Parents need say in ‘Plan B’

Exactly where do parents fit in regarding parenting on matters of sexuality? I hope it is still all right they talk with their children about the birds and the bees. Nevertheless, when it comes down to parents having actual control over their children’s do’s and don’t, government, or rather U.S. District Judge Edward Korman, took a big one away.

Korman ordered the FDA to give 17-year-olds over-the-counter access to the “morning-after” pill. And, that’s not all. He also directed the FDA to evaluate clinical data to determine whether parents should be deleted from the loop altogether with any age of child.

In Korman’s ruling last month, he said former FDA appointees disregarded science for politics in restricting previous over-the-counter access to “Plan B.” However, Korman did much worse. He disregarded the valuable role of parents.

With parenting comes not only responsibilities but rights. Without both, parents become babysitters for the party with the real rights and authority. In this case, it’s government.

All the talk parents give their children about having their heads connected to their bodies can come to naught. And, if teens are weighing the consequences of doing what comes naturally, they have one more thing to consider. If they don’t want to tell their parents and don’t want to sacrifice because of a pregnancy and childbirth, they have an easy way out. They can take a pill. And, their parents don’t need to know a thing.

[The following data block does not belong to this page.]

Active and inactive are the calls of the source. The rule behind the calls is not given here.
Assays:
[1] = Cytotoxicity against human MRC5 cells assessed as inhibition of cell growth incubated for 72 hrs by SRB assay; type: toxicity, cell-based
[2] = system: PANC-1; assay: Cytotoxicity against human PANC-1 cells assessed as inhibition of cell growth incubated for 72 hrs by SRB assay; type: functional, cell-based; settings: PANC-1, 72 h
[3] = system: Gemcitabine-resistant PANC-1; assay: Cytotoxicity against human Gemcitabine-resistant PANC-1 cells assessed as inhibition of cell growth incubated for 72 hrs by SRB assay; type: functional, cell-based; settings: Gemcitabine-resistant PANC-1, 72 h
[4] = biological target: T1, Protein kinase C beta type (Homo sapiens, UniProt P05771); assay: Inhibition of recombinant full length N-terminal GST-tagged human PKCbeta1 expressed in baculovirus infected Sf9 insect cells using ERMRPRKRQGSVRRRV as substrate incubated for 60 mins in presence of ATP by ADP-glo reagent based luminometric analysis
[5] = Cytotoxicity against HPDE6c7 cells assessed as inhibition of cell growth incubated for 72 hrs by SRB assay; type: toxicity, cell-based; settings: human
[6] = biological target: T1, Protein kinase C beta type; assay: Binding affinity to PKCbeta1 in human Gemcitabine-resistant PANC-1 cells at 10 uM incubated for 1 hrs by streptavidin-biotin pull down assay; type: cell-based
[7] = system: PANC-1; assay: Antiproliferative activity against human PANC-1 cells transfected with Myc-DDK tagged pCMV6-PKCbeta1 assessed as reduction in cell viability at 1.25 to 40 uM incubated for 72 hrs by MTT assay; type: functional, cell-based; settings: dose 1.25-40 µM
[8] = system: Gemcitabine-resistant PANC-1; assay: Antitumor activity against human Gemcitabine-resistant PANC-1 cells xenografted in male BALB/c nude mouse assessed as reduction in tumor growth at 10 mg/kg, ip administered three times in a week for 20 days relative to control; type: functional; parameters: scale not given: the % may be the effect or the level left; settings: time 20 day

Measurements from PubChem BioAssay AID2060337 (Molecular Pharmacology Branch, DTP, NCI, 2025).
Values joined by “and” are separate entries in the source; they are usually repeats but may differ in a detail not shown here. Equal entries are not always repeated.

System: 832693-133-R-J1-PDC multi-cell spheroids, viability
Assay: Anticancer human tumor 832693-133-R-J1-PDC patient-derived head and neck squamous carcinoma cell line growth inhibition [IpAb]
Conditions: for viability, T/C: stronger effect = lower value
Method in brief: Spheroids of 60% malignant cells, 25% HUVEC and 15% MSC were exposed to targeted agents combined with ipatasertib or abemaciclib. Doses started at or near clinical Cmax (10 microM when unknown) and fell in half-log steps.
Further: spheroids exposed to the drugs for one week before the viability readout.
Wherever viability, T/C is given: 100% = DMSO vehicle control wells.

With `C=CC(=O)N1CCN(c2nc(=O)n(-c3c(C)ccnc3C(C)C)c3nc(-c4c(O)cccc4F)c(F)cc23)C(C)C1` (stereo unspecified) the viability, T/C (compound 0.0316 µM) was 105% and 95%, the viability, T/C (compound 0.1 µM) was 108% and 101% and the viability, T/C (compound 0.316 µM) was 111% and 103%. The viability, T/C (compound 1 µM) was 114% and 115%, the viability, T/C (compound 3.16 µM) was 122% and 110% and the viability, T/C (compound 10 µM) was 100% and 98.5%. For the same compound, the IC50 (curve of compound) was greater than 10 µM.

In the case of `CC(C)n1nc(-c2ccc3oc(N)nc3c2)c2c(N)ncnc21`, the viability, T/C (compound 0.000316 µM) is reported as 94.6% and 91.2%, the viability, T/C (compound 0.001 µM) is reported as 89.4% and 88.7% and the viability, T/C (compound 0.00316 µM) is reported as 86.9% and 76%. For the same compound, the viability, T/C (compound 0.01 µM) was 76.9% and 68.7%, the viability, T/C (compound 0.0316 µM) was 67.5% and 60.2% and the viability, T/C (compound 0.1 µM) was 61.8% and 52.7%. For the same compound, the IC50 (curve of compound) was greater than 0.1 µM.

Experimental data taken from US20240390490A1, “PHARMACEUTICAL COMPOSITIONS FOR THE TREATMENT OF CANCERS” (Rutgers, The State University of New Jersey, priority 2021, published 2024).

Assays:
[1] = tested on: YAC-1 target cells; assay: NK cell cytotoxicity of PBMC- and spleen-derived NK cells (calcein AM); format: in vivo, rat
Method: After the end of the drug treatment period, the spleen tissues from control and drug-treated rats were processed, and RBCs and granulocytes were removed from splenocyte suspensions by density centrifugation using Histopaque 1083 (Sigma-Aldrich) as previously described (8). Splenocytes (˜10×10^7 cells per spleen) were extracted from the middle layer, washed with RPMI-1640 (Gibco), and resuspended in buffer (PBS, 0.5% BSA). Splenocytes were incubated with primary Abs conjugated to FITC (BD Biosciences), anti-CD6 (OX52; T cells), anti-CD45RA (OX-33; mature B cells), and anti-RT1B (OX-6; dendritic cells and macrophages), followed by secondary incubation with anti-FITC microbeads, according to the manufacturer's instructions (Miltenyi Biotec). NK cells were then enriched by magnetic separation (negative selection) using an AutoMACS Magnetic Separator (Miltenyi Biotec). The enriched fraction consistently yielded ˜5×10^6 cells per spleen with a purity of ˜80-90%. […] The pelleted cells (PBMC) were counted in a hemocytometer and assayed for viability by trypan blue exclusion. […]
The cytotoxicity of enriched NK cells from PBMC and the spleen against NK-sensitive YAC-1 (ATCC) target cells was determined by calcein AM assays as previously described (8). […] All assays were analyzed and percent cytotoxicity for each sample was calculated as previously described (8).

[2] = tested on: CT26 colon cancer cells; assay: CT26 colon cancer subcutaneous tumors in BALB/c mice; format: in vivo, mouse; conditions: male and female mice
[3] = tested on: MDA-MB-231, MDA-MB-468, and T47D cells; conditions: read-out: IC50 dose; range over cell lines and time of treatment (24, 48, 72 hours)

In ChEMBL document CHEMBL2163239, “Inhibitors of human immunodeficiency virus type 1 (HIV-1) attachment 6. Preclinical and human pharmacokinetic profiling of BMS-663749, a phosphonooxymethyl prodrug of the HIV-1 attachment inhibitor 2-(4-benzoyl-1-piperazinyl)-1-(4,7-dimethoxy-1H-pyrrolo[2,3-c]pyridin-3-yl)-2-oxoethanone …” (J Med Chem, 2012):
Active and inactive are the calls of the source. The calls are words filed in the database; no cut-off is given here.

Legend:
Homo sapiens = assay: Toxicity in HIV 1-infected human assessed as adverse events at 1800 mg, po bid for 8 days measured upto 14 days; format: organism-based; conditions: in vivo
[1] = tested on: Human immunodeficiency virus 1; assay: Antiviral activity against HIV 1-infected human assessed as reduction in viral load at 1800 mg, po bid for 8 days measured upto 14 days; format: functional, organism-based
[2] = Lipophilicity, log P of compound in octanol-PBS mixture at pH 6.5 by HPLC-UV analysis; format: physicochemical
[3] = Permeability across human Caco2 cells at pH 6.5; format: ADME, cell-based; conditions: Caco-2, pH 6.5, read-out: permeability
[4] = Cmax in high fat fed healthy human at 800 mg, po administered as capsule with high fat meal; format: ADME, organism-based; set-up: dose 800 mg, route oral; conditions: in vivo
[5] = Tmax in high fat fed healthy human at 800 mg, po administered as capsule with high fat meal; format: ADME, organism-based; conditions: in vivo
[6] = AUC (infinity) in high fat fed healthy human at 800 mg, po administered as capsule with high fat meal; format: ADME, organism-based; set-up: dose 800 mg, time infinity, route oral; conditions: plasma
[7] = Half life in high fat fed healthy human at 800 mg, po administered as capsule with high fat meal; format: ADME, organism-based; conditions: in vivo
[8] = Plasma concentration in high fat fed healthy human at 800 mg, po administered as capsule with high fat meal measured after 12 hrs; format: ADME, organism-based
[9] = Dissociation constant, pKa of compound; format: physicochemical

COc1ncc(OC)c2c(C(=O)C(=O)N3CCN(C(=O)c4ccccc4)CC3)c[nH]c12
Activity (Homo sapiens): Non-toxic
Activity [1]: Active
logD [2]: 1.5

I’m fighting mad that my profession – mothering – has been hijacked by the government. What’s next? Will the government feed and clothe the children? Will it teach them their version of right from wrong? Will government attempt to do just about everything parents are supposed to do? Seems government is heading in that direction.

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1 Response to Parents need say in ‘Plan B’

  1. Beth S. says:

    This is nothing new in terms of "rights". Did you know that minors who are over age 12 can receive legal confidential reproductive health care? Parents do not need to be informed(except in the case of an abortion). In my opinion , by age 17, minors would be able to make a decision. Of course the best scenario is to have a frank discussion with your child on sexual matters in elementary school. Kids are much more exposed to sexual TV programs, movies and messages now than we were at their age. It would be ideal to start having an open forum with your child so that they can discuss anything with you. Its a tough world out there. I know, I have two kids, age 13 and 15!

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